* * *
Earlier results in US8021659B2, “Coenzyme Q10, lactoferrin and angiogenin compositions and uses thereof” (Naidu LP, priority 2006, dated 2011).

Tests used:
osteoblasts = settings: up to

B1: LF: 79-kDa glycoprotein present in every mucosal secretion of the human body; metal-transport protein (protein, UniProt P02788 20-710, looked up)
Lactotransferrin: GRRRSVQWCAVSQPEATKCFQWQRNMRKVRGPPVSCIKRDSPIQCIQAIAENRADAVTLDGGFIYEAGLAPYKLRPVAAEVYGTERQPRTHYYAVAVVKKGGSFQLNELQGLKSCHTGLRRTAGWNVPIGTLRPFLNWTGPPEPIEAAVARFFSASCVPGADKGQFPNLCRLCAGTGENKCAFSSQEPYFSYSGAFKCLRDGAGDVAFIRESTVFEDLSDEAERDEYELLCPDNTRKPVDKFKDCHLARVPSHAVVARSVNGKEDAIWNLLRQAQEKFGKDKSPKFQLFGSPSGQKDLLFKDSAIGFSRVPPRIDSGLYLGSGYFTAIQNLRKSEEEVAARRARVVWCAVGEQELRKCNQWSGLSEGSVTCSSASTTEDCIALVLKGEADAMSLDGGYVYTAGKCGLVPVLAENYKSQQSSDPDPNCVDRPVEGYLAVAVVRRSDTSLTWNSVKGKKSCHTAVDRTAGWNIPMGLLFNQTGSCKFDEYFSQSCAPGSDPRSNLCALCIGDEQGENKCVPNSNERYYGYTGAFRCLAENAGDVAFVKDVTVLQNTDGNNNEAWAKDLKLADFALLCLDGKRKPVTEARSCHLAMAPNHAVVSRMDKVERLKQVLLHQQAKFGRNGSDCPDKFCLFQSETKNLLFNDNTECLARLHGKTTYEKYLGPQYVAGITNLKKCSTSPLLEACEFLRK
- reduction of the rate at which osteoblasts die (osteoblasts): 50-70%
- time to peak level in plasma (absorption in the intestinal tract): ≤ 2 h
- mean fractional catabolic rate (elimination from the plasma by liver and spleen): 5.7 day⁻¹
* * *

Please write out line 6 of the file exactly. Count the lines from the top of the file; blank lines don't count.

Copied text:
- reduction of the rate at which osteoblasts die (osteoblasts): 50-70%